At a Glance
A compact little seabird of Alaskan waters. Closely related to Marbled Murrelet and, like that species, rather mysterious and poorly known. Much more limited in range, being common mainly from Kodiak Island east to Glacier Bay. Solitary in its nesting; only a few nests have been found, so its breeding behavior is not well known.
All bird guide text and rangemaps adapted from Lives of North American Birds by Kenn Kaufman© 1996, used by permission of Houghton Mifflin Harcourt Publishing Company. All rights reserved.
Auks, Murres, Puffins, Upright-perching Water Birds
Coasts and Shorelines, Open Ocean
Alaska and The North
Direct Flight, Rapid Wingbeats
Range & Identification
Migration & Range Maps
Mostly permanent resident, although must leave northernmost breeding areas in western Alaska in winter (when seas freeze solid). Extremely rare straggler south of southeastern Alaska.
9" (23 cm). In summer, like Marbled Murrelet but more golden brown above, with entire belly white (most easily seen in flight). At close range, looks distinctly shorter-billed. Easier to tell in winter, when Kittlitz's has white face.
About the size of a Crow, About the size of a Robin
Black, Brown, Gray, White
Pointed, Swept, Tapered
Songs and Calls
Low-pitched groaning call.
Falling, Flat, Simple
Ocean, glacier waters; nests on barren slopes in coastal mountains. Found on cold sea waters, mostly in calm, protected bays and among islands. Usually fairly close to shore. Nests on islands and mainland, on steep barren mountainsides, talus slopes, rock slides, sometimes near glaciers.
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One. Pale olive with brown and gray spots. Incubation probably by both sexes, but details (including length of incubation period) unknown. Young: Probably fed at nest site by parent(s) for at least 2-3 weeks. Some young then may travel along streams and rivers to reach sea, probably before old enough to fly strongly; others may fly directly from nest to ocean.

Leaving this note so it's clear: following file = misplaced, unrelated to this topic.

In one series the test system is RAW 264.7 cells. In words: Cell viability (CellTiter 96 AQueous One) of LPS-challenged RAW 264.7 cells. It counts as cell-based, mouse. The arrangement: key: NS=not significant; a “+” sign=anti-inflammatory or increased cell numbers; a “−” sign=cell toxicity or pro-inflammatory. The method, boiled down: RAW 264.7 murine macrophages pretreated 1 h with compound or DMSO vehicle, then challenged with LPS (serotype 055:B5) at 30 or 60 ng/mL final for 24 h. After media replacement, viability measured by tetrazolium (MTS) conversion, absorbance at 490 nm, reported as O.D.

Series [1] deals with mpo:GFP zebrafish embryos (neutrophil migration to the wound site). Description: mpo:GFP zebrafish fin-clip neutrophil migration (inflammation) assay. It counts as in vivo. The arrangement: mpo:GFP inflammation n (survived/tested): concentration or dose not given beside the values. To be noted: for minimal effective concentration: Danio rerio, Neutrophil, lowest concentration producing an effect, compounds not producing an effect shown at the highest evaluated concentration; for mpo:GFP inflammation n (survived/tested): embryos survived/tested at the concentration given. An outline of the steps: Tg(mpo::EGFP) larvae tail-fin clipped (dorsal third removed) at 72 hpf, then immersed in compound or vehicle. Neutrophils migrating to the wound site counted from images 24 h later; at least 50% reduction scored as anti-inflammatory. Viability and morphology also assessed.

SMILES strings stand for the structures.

Probably fed at nest site by parent(s) for at least 2-3 weeks. Some young then may travel along streams and rivers to reach sea, probably before old enough to fly strongly; others may fly directly from nest to ocean.
Forages while swimming underwater. Does most feeding in cold waters fairly close to shore, probably where relatively shallow.
Not well known. Has a shorter bill than that of Marbled Murrelet, suggesting a different diet; known to eat small crustaceans, and possibly eats fewer fish than Marbled Murrelet.
Solitary in breeding, on islands and mainland; few details known. Nest site is on ground on steep rocky slope with little vegetation, often 1000-3000' above sea level and several miles inland from ocean (can be more than 45 miles inland). Often at base of large rock, and may be fairly near stream flowing toward ocean. No nest built, egg laid on bare rock or ground.
Total population is limited. Its rugged and remote range protects it from most direct human impacts, but climate change may be a serious threat: it often feeds near glaciers that come down to the sea, and those glaciers are receding. Would be vulnerable to spills and other pollution in coastal waters.
Audubon’s scientists have used 140 million bird observations and sophisticated climate models to project how climate change will affect the range of the Kittlitz's Murrelet. Learn even more in our Audubon’s Survival By Degrees project.
Climate Threats Facing the Kittlitz's Murrelet
Choose a temperature scenario below to see which threats will affect this species as warming increases. The same climate change-driven threats that put birds at risk will affect other wildlife and people, too.